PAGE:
Updated October 1, 2020 - 8:21 pm
Las Vegas police detailed plans for a new training center Thursday geared toward better tactically preparing officers for mass shootings and other complex threats as the Las Vegas Valley mourned those killed in the Route 91 Harvest festival attack three years ago.
The new, privately funded center will be located at 7370 E. Carey Road, near the department’s firearms training facility. Clark County Sheriff Joe Lombardo and Gov. Steve Sisolak publicly unveiled the plans early Thursday after a brief moment of silence to honor the victims of Route 91.
Called the “Metropolitan Police Department Reality Based Training Center,” the department will eventually conduct training there for scenarios including “elevated threats,” like the Oct. 1, 2017, attack, in which a gunman fired down on the festival crowd from a 32nd-floor, Mandalay Bay suite. Hundreds were wounded in the attack and 60 died, including two women who succumbed within the past year to injuries they suffered that night.
Lombardo said ahead of Route 91, Las Vegas officers had never trained for such an attack. In its aftermath, the department also implemented specialized rifle training geared toward elevated threats.
“We have a significant number of high-rise buildings here in Las Vegas,” Lombardo said Thursday.
The 2017 mass shooting was not the sole genesis of the center, Lombardo said. It will also allow officers to train for a diverse set of crises, including natural disasters and civil unrest.
“It was an idea brought forward because of all the other previous crisis events we have dealt with in law enforcement,” the sheriff said.
2021 completion date
The project was funded through private donations, including $4 million that an anonymous donor contributed. The Las Vegas Metropolitan Police Department Foundation is handling fundraising efforts. The land was donated through a partnership with the city of North Las Vegas.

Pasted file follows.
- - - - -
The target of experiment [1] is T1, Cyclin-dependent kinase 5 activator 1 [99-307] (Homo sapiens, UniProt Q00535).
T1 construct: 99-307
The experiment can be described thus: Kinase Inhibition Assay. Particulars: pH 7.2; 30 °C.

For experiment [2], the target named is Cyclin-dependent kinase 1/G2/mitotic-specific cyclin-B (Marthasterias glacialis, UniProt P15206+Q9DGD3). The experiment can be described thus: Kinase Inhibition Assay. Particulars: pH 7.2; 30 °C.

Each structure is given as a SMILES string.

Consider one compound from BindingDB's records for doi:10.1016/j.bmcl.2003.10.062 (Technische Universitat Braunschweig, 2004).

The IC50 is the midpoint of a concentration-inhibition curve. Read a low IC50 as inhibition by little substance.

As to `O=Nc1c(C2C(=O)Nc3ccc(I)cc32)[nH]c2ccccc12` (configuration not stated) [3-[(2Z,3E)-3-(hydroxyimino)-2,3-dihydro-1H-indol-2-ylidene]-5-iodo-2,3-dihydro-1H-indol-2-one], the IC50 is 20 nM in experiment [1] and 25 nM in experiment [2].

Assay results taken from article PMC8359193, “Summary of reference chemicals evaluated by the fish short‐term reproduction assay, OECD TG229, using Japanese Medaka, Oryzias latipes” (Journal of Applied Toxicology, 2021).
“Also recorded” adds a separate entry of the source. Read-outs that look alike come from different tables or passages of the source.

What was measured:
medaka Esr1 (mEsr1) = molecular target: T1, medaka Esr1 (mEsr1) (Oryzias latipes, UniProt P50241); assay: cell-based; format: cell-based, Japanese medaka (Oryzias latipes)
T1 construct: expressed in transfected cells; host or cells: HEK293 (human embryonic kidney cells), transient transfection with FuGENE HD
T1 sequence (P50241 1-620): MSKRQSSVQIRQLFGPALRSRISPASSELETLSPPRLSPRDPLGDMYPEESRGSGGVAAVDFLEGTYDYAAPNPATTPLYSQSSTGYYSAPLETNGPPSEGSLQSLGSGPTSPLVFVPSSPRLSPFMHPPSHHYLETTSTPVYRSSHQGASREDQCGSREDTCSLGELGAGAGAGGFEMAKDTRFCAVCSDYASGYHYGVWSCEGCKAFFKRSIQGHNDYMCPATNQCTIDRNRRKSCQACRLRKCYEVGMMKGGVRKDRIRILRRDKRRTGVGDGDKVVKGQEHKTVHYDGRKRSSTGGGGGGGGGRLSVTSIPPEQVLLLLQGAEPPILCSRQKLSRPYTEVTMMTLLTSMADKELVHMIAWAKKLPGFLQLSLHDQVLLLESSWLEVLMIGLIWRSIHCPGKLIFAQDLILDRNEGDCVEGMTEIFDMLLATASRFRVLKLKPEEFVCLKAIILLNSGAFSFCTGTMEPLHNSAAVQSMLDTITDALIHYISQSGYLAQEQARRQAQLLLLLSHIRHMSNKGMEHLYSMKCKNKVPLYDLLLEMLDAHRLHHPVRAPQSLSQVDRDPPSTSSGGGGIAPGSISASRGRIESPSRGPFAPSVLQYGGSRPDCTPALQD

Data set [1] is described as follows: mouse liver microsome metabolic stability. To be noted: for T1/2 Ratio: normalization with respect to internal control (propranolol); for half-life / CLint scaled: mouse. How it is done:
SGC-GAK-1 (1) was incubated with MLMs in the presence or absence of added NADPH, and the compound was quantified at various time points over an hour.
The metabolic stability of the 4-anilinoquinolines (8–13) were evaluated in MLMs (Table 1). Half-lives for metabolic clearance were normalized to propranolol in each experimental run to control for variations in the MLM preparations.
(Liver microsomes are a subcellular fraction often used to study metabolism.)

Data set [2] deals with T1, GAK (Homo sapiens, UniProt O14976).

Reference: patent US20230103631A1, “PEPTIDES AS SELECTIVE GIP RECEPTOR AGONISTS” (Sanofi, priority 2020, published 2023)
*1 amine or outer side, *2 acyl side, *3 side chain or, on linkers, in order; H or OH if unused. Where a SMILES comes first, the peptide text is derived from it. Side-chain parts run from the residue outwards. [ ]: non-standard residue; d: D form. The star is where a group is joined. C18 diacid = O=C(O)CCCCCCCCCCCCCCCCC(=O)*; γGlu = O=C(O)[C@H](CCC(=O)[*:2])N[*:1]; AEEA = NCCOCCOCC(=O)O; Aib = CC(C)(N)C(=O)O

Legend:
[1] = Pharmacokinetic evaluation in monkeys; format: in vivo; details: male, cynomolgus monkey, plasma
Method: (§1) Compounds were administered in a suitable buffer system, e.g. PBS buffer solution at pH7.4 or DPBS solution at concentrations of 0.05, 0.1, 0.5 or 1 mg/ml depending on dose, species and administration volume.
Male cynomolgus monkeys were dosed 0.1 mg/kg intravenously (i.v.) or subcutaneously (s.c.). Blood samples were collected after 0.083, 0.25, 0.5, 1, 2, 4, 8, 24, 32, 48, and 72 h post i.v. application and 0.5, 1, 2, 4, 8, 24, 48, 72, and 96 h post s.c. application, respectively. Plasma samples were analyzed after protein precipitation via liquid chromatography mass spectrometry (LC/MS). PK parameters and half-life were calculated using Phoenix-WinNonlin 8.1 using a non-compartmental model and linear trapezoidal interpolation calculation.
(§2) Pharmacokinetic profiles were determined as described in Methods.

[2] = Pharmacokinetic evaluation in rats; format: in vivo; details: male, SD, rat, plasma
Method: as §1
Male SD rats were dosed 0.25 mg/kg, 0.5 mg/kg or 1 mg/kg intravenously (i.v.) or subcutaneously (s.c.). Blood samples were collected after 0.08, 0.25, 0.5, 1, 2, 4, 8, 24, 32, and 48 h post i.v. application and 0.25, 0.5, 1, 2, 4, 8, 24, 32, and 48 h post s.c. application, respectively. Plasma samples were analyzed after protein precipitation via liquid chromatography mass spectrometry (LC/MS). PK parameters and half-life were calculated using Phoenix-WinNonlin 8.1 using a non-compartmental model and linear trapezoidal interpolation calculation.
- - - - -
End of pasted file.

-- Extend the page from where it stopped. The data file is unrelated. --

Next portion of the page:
Plans call for two phases of construction, which The Korte Company is heading. The first will include 150,000 square feet of administrative offices, classrooms and a tactical village for a cumulative cost of $25 million. Completion is slated for the end of 2021.
Though Las Vegas police announced the plans, upon completion, 60 public and private entities statewide will have access to the facility. Local law enforcement agencies will not be charged for use.
Lombardo said out-of-state law enforcement agencies have expressed interest in paying to have their officers train at the complex as well.
“It is fitting that this event is being held on the third anniversary of One October,” Sisolak said, adding that the facility “will keep (officers) safe and it will keep our community safe.”
In 2018, there were preliminary discussions between Metro and MGM Resorts International to build a SWAT building at the site of the Route 91 shooting. But that proposal was unrelated to the new facility and would not have been used as a training area. The plans were shelved.
Las Vegas Officer Andy Locher, a project manager for the facility, said Thursday that the center will provide officers with highly-realistic training opportunities, including advanced computer simulations.
He presented an example in which officers could learn how to safely enter and search a dark warehouse in pursuit of a suspect.
“We can turn off the lights, plunge them into darkness,” he said.
Clark County Commission Chair Marilyn Kirkpatrick called the training center a significant community investment.
“I couldn’t be more proud for Clark County residents to know what we are doing here today,” she said.
City of Las Vegas Commissioner Stavros Anthony was expected to speak at Thursday’s event but was involved in a minor fender-bender on his way to the press conference, Sisolak said. Anthony was not injured.